The Girl Who Circumnavigated Fairyland in a Ship of Her Own Making
Square Fish, 2011.
I don’t think I’ve ever encountered so much whimsy in a novel. Every page — whimsy, whimsy, whimsy.
Did I mention whimsy? Catherynne Valente’s acclaimed YA novel is steeped in it.
And I loved every moment of it. Because behind the lemon-ice loving wyverns who want to be librarians and gargoyle customs officers, The Girl Who Circumnavigated Fairyland has some of the most beautiful, clever writing I’ve read in ages.
I’d been meaning to check out some Valente, her new novel Radiance piqued my interest when I first read about it earlier this year, and her award-winning Palimpsest sounds even more intriguing. But I’ve also read that Palimpsest is a difficult entry point and to start with her “Fairyland” series.
I’m glad I did — I can’t think of a more wonderful introduction to her magical prose than this little fairytale, a brisk, gorgeous read that you can savor while still finishing in an evening.
September is a restless girl from Nebraska, whose father is fighting Nazis in Europe while her mother works long hours at the factory back home. So when the Green Wind (winds actually have colors for their names rather than directions) visits, a dapper gentleman in a green smoking jacket and cloak, she immediately agrees to join him on a journey to the borders of fairyland.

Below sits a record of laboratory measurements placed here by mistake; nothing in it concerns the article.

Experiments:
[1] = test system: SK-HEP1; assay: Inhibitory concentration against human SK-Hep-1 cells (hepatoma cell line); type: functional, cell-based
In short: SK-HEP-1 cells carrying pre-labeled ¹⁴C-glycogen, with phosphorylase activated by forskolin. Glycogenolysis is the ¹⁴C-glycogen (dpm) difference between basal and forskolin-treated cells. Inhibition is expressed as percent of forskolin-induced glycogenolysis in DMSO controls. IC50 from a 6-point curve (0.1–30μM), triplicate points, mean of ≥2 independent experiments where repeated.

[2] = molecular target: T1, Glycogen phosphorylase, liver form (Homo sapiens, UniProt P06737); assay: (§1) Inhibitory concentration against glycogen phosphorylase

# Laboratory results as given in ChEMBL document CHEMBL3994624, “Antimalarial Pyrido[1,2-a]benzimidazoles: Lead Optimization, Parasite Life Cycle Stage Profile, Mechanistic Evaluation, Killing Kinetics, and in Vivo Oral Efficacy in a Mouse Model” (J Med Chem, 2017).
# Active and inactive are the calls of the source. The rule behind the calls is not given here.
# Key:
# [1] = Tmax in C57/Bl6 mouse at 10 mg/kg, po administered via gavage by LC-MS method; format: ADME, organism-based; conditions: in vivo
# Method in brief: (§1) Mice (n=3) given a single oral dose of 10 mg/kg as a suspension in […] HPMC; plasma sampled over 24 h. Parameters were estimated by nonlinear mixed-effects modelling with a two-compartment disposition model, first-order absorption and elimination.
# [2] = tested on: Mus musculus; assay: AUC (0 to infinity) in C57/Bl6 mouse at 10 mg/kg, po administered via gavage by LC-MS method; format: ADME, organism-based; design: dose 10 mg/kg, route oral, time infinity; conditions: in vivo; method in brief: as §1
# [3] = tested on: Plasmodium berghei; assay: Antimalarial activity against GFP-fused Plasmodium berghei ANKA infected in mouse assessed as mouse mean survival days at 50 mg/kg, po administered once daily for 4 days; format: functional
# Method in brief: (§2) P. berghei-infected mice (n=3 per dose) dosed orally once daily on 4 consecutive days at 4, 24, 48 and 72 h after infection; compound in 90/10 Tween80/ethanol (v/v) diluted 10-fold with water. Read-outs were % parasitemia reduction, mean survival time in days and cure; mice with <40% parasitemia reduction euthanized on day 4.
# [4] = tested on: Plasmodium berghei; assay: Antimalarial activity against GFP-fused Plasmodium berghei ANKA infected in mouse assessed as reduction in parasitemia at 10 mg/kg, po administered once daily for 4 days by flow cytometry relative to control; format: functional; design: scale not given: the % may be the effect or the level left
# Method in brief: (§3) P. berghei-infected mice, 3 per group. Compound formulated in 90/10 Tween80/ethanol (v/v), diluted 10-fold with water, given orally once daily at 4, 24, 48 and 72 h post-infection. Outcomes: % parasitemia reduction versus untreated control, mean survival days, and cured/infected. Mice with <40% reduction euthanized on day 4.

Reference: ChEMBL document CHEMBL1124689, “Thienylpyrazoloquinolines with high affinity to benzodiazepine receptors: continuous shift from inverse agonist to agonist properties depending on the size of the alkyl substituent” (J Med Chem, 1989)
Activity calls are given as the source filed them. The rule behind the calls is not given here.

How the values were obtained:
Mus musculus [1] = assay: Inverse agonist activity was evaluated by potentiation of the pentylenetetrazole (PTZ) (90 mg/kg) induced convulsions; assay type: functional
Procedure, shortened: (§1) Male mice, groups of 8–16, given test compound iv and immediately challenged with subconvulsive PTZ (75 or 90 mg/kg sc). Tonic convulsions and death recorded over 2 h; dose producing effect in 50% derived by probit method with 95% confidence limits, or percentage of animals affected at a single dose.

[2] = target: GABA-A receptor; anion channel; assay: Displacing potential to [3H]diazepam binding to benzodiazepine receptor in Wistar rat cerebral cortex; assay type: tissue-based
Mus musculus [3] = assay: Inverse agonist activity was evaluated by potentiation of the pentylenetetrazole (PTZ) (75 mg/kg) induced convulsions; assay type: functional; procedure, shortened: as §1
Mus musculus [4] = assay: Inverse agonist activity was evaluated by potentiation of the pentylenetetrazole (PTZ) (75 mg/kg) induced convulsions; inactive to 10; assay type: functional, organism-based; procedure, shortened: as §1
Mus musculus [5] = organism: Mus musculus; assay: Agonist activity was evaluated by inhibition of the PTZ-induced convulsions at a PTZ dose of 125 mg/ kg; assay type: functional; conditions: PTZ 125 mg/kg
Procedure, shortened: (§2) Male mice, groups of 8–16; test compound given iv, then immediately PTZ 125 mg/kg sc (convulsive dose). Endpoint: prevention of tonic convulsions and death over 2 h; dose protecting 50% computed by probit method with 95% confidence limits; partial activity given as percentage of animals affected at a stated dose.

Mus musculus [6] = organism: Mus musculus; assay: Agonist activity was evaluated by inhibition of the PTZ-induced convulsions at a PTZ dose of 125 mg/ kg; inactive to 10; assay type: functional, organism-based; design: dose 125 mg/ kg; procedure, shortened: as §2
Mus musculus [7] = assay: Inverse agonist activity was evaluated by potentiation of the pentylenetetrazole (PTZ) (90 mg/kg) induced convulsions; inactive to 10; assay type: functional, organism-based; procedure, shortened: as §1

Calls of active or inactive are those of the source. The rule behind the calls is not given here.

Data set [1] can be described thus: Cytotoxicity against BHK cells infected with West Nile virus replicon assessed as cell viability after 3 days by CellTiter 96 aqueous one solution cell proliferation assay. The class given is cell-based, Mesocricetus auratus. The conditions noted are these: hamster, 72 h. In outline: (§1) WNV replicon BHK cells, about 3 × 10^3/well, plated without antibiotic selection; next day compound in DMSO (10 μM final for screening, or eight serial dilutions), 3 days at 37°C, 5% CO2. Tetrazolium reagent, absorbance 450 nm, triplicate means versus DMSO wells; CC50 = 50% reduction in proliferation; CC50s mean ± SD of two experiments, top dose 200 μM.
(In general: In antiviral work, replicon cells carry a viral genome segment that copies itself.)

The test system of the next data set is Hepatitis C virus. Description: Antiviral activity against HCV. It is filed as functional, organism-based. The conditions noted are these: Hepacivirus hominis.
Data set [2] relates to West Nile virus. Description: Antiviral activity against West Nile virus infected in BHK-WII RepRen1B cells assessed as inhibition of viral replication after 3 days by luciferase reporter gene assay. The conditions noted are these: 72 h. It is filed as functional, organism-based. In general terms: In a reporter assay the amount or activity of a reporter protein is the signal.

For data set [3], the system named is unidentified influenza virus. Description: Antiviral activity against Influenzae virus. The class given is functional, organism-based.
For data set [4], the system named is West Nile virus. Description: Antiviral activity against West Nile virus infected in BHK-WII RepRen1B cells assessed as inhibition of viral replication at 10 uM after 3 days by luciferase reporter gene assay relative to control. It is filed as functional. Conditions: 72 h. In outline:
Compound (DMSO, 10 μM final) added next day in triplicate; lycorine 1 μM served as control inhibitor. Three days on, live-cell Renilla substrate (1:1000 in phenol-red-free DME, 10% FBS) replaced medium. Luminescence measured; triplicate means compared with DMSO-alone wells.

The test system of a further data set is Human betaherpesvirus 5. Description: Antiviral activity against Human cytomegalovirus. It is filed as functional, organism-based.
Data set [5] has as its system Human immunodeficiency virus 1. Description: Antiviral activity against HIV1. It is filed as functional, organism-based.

Once in Fairyland, September finds the citizens in a mournful state, as they labor under the bureaucracy of the wicked Marquess and pining for the benevolent rule of the good Queen Mallow, who disappeared years earlier. During her adventures and quests she meets a variety of strange and wonderful creatures like A-Through-L, the aforementioned book-loving wyvern, and a herd of wild velocipedes.
Of course there is also tragedy. What fairytale doesn’t have some? And the underlying darkness that tempered September’s adventures with a tinge of melancholy is probably what kept me from complete cute overload.
That and the gorgeous prose. Writing like Valente’s is why I love reading.
And I’ll certainly be diving into Valente’s back catalog soon. This is the type of writing I love — eloquent, descriptive, vibrant, but not purple. I can hear the voices of my beloved Jorge Luis Borges and Umberto Eco as well as echoes of modern faves like Gaiman and Patrick Rothfuss, especially his surreal The Slow Regard of Silent Things.
And keep an eye out for Valente’s latest “Fairyland” novel The Girl Who Raced Fairyland All the Way Home, coming in March 2016.